Mustard: the classic condiment and the one item that is pretty much guaranteed to be found in the otherwise empty fridge at that new apartment you just moved in to. There certainly is a fairly broad variety of mustard mixes, but it essentially comes down to three kinds: yellow, Dijon and horseradish. For our purposes, I'll stay with the essentials: have a jar of yellow mustard and a jar of good French Dijon at hand. Dijon mustard is like Balsamic vinegar, as there is a pretty broad variety of heat, texture and flavors, so you'll have to try and taste, until you find the one(s) that you like. I personally am something of a mustard collector, with something like fifteen different jars of mustard, mostly Dijon, but several flavored types, like honey, balsamic, white wine and garlic. If you really want to burn your mouth off, then go for Grey Poupon, but me, I'll stick to rustic stone ground, if its all the same to you
Besides the ready to use concoction, there's a few others that don't quite fit in the other basics categories, but that you should have on hand because of their versatility and their usefulness.
Maple syrup: like honey it can be used as a sweetener (say for a Sunday morning coffee) or a flavor enhancer. Used sparingly, as I know that for most of you, its going to be hard to come by and/or expensive, but dont bother with so-called table syrup, its s terrible imitation.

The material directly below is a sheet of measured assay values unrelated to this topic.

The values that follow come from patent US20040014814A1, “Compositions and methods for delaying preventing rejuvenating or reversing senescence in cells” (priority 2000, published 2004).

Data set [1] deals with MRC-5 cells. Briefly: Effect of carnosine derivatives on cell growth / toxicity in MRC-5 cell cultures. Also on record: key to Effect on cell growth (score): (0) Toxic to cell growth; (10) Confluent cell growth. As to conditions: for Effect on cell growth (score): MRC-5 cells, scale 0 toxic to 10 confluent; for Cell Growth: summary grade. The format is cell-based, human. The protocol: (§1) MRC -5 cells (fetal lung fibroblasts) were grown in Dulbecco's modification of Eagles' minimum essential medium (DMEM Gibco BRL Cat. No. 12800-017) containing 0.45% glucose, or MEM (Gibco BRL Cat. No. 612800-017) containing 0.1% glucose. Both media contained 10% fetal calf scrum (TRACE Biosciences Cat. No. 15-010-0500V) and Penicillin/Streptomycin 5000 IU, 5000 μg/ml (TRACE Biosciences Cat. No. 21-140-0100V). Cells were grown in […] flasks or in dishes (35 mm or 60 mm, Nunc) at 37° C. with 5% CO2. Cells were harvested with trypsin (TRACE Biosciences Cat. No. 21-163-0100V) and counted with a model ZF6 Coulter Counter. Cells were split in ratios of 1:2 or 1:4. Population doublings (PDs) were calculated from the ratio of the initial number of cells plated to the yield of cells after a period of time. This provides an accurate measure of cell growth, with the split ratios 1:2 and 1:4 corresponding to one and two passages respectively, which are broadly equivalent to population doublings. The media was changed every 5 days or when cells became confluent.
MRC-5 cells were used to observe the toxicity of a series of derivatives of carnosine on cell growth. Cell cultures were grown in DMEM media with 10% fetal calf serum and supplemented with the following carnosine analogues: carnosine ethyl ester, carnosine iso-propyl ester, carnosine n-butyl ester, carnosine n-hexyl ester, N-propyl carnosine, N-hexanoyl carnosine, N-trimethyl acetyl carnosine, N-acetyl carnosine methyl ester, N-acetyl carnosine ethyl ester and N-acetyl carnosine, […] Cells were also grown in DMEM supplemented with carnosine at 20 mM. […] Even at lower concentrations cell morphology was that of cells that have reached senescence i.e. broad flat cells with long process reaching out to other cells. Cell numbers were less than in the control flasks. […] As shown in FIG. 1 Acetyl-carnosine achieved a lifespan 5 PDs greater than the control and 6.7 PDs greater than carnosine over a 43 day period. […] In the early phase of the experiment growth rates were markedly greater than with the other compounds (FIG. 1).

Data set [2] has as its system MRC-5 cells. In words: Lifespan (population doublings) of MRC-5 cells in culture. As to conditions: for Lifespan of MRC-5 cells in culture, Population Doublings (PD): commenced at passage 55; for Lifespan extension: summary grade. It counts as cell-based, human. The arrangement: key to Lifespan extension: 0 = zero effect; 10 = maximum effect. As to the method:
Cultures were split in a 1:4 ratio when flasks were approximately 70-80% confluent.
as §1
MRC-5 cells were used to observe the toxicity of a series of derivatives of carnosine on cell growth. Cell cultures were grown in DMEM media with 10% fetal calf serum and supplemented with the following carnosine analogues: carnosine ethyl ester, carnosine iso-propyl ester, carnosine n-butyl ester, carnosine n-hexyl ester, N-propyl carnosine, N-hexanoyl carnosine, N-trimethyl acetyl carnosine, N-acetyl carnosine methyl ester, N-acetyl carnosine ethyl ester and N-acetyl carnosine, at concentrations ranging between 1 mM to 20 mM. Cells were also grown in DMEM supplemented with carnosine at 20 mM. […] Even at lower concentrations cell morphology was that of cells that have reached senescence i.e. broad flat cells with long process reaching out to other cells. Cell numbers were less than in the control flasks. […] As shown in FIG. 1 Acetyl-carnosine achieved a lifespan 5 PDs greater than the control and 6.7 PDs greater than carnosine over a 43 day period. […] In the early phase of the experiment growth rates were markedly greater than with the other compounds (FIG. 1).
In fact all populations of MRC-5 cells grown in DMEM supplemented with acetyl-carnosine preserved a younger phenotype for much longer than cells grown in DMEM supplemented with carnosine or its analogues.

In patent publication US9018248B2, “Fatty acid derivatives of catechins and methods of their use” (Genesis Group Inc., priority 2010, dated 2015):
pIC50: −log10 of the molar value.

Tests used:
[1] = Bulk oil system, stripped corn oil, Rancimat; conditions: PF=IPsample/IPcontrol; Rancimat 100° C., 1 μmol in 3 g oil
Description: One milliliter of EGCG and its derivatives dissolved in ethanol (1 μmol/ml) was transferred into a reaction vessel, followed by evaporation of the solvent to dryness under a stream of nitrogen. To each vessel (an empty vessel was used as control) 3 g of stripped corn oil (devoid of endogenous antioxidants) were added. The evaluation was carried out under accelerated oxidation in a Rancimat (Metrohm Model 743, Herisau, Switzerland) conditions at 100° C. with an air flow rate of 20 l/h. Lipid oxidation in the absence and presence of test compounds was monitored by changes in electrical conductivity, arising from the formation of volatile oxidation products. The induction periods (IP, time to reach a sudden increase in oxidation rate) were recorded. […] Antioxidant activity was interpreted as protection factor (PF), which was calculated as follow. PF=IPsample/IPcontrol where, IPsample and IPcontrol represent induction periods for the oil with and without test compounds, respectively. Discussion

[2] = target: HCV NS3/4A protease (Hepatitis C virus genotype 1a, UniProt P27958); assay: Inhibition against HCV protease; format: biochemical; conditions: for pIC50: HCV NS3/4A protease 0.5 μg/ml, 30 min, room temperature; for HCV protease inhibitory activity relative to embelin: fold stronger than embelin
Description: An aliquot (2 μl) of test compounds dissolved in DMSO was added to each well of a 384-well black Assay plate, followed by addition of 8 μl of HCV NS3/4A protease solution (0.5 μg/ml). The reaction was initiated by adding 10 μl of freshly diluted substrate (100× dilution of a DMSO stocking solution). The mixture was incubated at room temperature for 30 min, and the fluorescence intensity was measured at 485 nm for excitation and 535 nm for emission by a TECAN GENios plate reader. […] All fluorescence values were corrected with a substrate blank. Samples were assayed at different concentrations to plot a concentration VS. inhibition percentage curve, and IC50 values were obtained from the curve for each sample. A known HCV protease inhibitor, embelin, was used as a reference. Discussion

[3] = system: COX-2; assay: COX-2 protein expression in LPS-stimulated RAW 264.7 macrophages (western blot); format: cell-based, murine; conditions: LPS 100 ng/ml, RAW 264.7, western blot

Dried vegetables: a convenient mixture that comes in several varieties, useful for flavoring rice and to create quick soups from scratch. Treat it like flavoring herbs and use moderately if you want to stretch your supplies.
Vanilla: get the real stuff, not the artificial junk, even if its cheaper. A few drops are enough to either flavor directly, or enhance the flavor of many sweet dishes and baked goods. While you could got for the beans, they are rather on the pricey side, but if you feel that its the only way to go, then by all means, go for it, but use it smartly. The pods can be used to infuse a couple of times, so make sure that you keep them in an airtight container in the fridge after use.
Corn starch: not a flavor component, but a thickener. Its a quick way to thicken a sauce, to make a milk pudding and is pretty essential to Chinese cuisine. It is used in the marinade to help thicken the sauce, but also to make the flavors stick to the meats.
Toasted flour: basically, this is wheat flour that got toasted to a brown color. It is used to add color and flavor to sauces and gravy. Not essential, but useful to anybody who likes some delicious gravy or darker sauces
Bouillon cubes: they come in a variety of flavors and are a useful way to have stock at hand even if you have limited freezer space or cannot be bothered to make your own stock. Its a base, so you'll have to add some flavorings to that, but it takes little to turn a basic chicken or vegetable bouillon into a delicious soup. Think or your basic Ramen for example...
Once that you've got your flavors down, you turn the bland into the extraordinary, which is great relief to the down and out. With some practice, you'll start saving money, simply because when you'll eat your takeouts, it will be so below what you can make at home that you wont bother much and just whip out your own meals. And if you still have access to cheap and delicious eats, then congratulations, you are lucky buggers. Send us pictures and be happy.
For the rest of you, to your cutting boards and dish out!